It’s the hot look, a bigger front wheel than stock. But the modification presents two obstacles for many bike owners: cost, of course, and the likely change in handling characteristics. Chin up, kids; Battistinis Custom Cycles has developed a solution to both.
It’s a commitment: taking apart a perfectly good motorcycle and cutting the frame at the neck so you can have a larger front wheel. It’s expensive, too, considering not only parts but labor, as well. But Battistinis’ Leading Axle™ fork legs turn the job into a bolt-on operation that leaves the frame perfectly intact. That’s because these lower fork legs feature an axle that’s offset over 1 1/2” forward and about 1/2” lower so when it comes to fitting a 23” front wheel onto a touring Harley the correct trail is built in – and no frame mods are necessary.
Leading Axle lower legs put the rake the bottom end of the forks instead of in the trees. According to Rikki Battistini, the usual mod, developed in the chopper heyday, was to swap out 6-degree trees. The net effect is a 2-degree difference, which is not the right number to provide proper trail for a 23” wheel. But Battistini calculated the correct trail and rake for optimal handling and determined it needed to be nearly 3 degrees. That’s what Leading Axle lower legs have resulting in straight-line stability, slow speed rideability, and no flop.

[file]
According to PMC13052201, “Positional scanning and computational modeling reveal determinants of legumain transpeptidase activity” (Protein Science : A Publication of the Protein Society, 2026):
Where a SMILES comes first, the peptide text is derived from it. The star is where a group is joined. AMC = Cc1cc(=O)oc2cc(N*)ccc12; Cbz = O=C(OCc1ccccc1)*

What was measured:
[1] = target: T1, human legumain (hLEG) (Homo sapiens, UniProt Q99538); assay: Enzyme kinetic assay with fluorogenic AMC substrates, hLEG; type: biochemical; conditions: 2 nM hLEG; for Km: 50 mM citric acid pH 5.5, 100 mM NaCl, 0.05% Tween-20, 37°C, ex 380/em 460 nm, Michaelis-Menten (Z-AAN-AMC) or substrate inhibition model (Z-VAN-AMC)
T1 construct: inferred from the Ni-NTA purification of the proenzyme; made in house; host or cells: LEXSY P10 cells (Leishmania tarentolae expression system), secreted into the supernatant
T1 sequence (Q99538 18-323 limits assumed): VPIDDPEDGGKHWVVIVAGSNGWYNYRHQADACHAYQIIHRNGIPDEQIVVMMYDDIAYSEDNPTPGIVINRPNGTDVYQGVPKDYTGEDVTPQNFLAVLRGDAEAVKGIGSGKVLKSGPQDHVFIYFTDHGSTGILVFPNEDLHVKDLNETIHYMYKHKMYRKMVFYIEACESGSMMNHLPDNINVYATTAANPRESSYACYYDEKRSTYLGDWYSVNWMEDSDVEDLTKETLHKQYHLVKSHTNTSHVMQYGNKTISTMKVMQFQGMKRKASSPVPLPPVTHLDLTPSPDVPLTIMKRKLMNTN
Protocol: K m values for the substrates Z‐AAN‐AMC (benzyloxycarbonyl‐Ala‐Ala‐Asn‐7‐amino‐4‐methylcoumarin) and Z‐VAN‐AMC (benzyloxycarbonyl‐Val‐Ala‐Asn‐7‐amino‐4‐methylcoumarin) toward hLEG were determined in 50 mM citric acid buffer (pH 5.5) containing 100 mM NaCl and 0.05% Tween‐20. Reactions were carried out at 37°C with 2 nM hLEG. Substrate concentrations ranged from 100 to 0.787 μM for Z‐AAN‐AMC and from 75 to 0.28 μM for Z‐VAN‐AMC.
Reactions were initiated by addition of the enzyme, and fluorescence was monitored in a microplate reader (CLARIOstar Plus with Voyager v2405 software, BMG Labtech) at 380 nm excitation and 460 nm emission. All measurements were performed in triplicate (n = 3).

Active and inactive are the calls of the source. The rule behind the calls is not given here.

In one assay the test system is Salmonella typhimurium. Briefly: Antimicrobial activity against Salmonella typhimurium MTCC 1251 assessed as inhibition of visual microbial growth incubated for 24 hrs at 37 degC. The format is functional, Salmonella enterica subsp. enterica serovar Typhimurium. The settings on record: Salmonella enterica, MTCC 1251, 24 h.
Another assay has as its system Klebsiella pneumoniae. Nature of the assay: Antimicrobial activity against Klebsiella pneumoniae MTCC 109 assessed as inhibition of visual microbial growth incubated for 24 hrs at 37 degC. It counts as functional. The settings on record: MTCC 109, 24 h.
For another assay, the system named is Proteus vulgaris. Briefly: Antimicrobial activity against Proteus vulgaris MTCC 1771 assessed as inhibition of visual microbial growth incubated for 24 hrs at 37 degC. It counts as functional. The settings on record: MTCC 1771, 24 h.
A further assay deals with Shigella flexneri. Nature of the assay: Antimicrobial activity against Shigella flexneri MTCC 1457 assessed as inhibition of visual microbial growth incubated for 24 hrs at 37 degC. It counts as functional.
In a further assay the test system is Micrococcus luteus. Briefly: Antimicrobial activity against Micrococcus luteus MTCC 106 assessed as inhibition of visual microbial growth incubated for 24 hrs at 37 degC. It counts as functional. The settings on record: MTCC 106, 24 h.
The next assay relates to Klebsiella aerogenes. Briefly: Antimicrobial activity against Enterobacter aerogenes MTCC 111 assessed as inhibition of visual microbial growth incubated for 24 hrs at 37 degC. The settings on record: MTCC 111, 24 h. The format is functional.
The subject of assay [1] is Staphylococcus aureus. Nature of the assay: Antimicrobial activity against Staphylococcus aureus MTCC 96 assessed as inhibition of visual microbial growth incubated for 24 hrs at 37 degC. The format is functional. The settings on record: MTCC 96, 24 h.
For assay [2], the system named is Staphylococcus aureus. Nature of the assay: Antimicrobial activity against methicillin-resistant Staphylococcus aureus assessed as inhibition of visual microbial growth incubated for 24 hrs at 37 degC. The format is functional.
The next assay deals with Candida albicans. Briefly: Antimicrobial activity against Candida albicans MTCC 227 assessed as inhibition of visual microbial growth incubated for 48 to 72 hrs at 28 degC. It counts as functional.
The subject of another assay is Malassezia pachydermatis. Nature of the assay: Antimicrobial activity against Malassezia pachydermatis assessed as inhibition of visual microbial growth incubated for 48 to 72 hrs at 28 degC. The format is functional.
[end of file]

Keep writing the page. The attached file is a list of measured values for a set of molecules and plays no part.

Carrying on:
Additionally, explains Battistini, “No changes are needed at the top, with the headlight or handlebar positions. None of that is altered so there are no negative effects on travel. You don’t even have to remove the fairing.”
Another plus: by moving the axle forward, the high point of the wheel is placed correctly for full travel. The stock fender can be retained.
A person could spend $5000-$6000 to do this the other way, including labor and parts. But using Leading Axle fork legs, a shop or dealership can handle the modification with fewer parts and in just a few hours. That definitely affects cost!
“I’ve always thought that 23s should have been more popular than they are but if putting on a 26 costs as much as a 23, most people jump to the 26,” said Battistini. This new component changes all that. “No one in the industry has anything like it.”
American-made, modular construction allows for black, chrome and a mix of the two. In terms of style, as Battistini explains, Leading Axle lower legs take their inspiration from 1970’s motocross cues. “We did it on all our bikes back in the day,” said Rikki Battistini. “We’ve known the value of it for a long time.”